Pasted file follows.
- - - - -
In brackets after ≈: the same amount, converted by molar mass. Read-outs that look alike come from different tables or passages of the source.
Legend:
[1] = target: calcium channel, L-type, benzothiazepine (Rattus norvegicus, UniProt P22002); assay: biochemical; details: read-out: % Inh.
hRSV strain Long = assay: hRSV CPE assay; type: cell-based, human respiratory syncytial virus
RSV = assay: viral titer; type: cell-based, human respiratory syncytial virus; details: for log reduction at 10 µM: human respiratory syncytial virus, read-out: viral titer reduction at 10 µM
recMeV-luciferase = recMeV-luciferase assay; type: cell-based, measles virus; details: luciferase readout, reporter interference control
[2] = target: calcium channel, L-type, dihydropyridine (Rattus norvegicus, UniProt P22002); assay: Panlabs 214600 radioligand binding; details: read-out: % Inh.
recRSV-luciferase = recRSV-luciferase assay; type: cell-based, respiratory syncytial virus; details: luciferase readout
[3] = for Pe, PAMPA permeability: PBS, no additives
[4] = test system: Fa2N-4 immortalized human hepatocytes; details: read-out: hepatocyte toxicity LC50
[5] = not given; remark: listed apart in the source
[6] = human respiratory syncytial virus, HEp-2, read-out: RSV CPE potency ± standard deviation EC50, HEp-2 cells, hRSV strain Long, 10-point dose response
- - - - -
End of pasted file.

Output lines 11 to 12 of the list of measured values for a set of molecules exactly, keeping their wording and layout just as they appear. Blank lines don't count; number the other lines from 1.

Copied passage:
[5] = not given; remark: listed apart in the source
[6] = human respiratory syncytial virus, HEp-2, read-out: RSV CPE potency ± standard deviation EC50, HEp-2 cells, hRSV strain Long, 10-point dose response